For example, the created or uncreated nature of the Koran is probably the most basic point at issue between the Mutazilites (created) and the Asharites (uncreated). But the Asharites seem right on the point. It seems clear that God’s final word must exist from all eternity. If there’s something He really means to apply forever, then He shouldn’t have to wait until some particular time to make up His mind what it is. Christians and (I believe) many Orthodox Jews agree with mainstream Muslims on the point. So if that final word is the Koran, then the very words of the Koran must be eternal and uncreated, and literalism and simple submission (“Islam,” as they say) seem called for.

It’s also worth noting, as Reilly does in passing, that those who continued to pursue Greek philosophy in the Muslim world always seemed to end up adopting materialistic pantheism and denying basic doctrines like the creation of the world ex nihilo and the resurrection of the body. So there seems to be a problem with Greek philosophy from a Muslim point of view, or with Islam from a Greek philosophical point of view. The two don’t mix. And in any event, the branches of Islam where Mutazilism retained influence, like Shia Islam, don’t seem to have ended up much more rational than mainstream Sunnism.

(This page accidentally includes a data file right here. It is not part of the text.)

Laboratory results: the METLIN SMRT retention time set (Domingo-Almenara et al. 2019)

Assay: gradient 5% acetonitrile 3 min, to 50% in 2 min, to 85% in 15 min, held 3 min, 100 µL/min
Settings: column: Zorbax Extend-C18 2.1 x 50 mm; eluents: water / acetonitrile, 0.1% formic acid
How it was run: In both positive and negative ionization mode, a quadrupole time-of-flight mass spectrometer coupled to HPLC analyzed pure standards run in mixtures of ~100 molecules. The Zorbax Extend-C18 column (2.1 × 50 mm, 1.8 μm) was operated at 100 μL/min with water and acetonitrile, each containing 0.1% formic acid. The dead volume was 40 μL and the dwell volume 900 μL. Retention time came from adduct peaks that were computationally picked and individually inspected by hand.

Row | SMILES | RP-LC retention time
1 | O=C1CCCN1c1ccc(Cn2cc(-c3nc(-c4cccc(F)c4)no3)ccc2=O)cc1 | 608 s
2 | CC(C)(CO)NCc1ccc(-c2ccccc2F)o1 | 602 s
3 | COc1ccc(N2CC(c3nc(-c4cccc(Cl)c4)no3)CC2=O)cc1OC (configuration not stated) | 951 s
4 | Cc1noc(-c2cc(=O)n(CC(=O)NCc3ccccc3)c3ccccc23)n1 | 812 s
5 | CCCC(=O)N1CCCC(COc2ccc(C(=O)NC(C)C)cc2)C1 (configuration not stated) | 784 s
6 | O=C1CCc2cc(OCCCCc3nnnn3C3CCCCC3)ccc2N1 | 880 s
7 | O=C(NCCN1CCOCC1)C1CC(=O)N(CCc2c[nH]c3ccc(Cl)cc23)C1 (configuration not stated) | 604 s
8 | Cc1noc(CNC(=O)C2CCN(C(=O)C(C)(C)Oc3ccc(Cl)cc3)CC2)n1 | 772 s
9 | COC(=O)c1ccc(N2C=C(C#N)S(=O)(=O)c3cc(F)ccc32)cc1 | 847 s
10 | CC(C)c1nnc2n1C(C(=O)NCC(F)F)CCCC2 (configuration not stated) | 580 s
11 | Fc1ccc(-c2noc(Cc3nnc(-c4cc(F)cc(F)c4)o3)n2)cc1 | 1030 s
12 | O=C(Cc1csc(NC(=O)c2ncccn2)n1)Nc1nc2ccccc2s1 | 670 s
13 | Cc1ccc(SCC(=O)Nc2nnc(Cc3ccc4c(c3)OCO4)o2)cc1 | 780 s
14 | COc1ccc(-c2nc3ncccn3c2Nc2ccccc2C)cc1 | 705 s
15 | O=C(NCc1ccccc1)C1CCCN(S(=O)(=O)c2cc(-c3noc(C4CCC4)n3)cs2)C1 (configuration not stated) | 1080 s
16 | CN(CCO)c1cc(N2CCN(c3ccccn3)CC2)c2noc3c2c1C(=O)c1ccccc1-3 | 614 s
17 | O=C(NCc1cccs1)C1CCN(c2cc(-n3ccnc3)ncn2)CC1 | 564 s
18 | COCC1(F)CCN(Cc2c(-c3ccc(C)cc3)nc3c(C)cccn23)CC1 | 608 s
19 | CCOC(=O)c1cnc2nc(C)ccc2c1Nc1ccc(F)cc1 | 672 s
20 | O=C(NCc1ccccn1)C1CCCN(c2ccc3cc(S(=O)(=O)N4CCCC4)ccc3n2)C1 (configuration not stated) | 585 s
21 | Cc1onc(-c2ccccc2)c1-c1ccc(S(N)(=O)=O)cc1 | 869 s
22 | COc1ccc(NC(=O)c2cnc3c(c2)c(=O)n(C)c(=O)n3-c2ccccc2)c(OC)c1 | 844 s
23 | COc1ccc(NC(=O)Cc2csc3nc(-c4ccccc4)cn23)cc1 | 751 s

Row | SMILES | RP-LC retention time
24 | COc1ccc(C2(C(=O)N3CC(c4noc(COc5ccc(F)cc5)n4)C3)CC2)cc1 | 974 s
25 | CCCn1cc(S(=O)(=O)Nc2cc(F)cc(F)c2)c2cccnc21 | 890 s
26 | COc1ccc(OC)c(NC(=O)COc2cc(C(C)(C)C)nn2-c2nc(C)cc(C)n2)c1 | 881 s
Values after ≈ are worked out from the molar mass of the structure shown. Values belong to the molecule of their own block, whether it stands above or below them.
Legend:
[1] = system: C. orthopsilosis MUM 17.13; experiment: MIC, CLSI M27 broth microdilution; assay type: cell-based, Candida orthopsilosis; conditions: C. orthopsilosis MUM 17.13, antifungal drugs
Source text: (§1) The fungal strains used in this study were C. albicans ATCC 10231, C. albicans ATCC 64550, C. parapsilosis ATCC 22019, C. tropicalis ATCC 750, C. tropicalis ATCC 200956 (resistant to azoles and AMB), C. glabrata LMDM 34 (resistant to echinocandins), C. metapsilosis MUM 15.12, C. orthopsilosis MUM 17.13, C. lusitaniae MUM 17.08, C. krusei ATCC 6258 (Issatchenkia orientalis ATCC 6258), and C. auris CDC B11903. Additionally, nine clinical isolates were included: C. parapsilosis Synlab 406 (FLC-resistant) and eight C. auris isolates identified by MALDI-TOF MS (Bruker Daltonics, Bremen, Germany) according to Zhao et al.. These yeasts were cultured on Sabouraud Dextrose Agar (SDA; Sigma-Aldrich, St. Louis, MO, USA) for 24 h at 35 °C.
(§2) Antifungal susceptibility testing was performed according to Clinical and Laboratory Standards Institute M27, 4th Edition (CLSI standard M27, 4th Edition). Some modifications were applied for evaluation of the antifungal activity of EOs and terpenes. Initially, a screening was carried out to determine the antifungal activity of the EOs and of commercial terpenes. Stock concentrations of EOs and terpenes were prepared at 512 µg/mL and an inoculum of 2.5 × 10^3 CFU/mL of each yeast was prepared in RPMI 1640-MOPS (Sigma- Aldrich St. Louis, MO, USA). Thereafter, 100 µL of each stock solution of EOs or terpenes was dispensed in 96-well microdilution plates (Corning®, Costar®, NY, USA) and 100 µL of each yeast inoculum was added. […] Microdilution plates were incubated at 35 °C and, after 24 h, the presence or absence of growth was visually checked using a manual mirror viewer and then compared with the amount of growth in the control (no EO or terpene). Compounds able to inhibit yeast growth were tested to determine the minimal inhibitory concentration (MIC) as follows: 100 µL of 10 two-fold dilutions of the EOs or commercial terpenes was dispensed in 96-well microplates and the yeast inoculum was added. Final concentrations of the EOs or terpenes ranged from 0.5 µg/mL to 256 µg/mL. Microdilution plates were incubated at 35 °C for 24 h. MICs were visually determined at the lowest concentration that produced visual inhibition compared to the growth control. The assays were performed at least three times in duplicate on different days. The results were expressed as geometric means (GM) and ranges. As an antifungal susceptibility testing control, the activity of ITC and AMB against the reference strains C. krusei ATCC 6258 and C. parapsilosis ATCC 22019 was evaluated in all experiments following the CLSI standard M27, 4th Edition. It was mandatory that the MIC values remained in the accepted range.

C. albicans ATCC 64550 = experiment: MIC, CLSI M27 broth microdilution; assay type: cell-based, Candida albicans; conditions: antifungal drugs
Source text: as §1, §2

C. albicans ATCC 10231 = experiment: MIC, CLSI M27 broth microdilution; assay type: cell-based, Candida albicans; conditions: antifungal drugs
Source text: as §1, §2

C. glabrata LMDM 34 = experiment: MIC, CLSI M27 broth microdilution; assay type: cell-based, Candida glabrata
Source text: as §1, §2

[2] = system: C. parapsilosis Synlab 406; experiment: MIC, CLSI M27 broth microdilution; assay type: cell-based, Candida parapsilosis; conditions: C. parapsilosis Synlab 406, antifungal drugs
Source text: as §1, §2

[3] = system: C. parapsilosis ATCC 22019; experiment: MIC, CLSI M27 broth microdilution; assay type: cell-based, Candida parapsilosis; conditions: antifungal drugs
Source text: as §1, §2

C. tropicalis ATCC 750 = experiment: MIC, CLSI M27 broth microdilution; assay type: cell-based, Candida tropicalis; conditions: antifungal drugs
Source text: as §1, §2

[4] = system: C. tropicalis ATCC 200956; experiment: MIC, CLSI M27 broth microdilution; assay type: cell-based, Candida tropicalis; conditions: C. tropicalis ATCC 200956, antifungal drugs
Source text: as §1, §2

Some additional points that occurred to me:

If the Muslims reject rational thought and the concept of cause and effect to the extent Reilly suggests, how seriously should we take them as a military threat? Is “War on Terror” the right conception? The jihadist threat is diffuse and enduring, there’s no definable agency to do battle with, and in any event there don’t seem to be many Mohammed Attas with enough grip on cause and effect to bring off a major operation. So it’s not much like war, as war is normally conceived.